Crew Profile: Jenna Ishii
By ʻOiwi TV
I didn’t really know about Hawaiʻi until I ended up moving…So I found Okinawa, which happened to be the place where Hōkūle’a arrived as her first stop in 2007, and that’s how I started getting involved.
“My name is Jenna Ishii, and I grew up here in Hawaiʻi. I didn’t know anything else besides Hawai’i all my life until I went away. I kind of lived a very sheltered life, went to a good school and got a good education, but I think I didn’t really know about Hawaiʻi until I ended up moving. I was kind of aimless, so I decided, well I’m just going to travel the world. So I found Okinawa, which happened to be the place where Hōkūle’a arrived as her first stop in 2007, and that’s how I started getting involved,” said Jenna Ishii, an apprentice navigator on Hōkūleʻa.
“It was just so cool because you see Nainoa, and you see all these heroes that you learn about all your life and they’re sailing in and they were just he most beautiful sight I’d ever seen. It really kind of made me think about where I’m from. That was inside of me, something was missing. And that’s when I decided, I have to go home and learn what’s going on in Hawaiʻi because I definitely had no idea,” said Jenna.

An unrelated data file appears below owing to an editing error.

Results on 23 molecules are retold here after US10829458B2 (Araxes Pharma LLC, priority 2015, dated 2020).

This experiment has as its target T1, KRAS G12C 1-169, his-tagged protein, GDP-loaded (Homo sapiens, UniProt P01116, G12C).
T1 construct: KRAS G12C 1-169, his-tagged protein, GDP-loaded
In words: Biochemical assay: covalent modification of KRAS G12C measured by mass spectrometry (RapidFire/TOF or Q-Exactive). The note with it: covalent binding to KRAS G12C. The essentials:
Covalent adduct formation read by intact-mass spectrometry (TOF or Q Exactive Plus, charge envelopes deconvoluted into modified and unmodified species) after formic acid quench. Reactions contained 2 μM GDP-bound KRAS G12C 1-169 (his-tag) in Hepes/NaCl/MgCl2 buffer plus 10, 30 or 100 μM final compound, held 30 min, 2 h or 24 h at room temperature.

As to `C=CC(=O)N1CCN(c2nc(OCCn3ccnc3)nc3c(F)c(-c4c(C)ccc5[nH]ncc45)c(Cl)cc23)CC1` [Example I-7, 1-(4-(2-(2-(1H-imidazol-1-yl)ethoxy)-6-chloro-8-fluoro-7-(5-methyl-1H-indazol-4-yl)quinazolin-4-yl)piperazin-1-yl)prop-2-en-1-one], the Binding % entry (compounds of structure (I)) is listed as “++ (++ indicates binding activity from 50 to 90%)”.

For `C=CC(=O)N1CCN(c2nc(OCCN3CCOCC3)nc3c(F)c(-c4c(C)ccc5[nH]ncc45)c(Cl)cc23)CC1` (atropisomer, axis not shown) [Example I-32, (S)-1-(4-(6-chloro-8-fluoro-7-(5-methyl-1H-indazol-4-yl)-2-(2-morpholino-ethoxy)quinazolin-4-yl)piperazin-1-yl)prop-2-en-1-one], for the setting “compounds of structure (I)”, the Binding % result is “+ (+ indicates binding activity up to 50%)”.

Her return to Hawaiʻi gave her the opportunity of a lifetime and she is now a staff member at Polynesian Voyaging Society and an apprentice navigator on the leg to Tahiti.
“I never wanted to ever ask to sail because it’s such a sacred thing. I was just going to volunteer as long as I could because it was so intriguing. After getting to know Nainoa for a couple years, we started working closer together because I was starting to work for PVS [Polynesian Voyaging Society], and one of the nights we were talking and he said, ʻAre you interested in navigation?,ʻ” said Jenna
Jenna is now both a staff member of the Polynesian Voyaging Society and an apprentice navigator sailing to Tahiti. Although these combined positions are heavy in labor, Jenna continues to share and encourage others to take part in this epic voyage.
“She has such a passion for every aspect of this voyage, it really shows in the quality of her work. And she’s always very respectful of everyone and always trying to include as many people as what to be involved in the process,” said Lehua Kamalu, a fellow apprentice navigator.
“Teachers and community members can plug into what’s happening when we start sailing. You can track the voyage. We are going to have 6 science experiments happening. There are going to be curriculum developed from our teachers statewide. So there’s going to be a lot of ways to plug into the voyage,” said Jenna.